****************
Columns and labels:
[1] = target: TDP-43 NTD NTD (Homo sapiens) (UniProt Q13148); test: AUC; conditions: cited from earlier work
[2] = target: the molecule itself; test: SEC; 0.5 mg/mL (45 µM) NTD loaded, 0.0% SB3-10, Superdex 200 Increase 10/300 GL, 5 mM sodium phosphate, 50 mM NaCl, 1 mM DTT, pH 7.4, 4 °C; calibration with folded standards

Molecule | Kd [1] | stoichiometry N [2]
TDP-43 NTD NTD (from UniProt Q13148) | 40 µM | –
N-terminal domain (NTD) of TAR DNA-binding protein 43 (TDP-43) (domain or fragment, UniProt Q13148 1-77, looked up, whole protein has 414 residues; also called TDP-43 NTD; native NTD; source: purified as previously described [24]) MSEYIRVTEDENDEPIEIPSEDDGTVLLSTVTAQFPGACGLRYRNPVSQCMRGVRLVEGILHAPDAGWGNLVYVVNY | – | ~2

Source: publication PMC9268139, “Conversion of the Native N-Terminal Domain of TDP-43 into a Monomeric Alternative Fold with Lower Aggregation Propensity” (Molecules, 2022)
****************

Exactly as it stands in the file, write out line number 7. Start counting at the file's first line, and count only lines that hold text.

Source: publication PMC9268139, “Conversion of the Native N-Terminal Domain of TDP-43 into a Monomeric Alternative Fold with Lower Aggregation Propensity” (Molecules, 2022)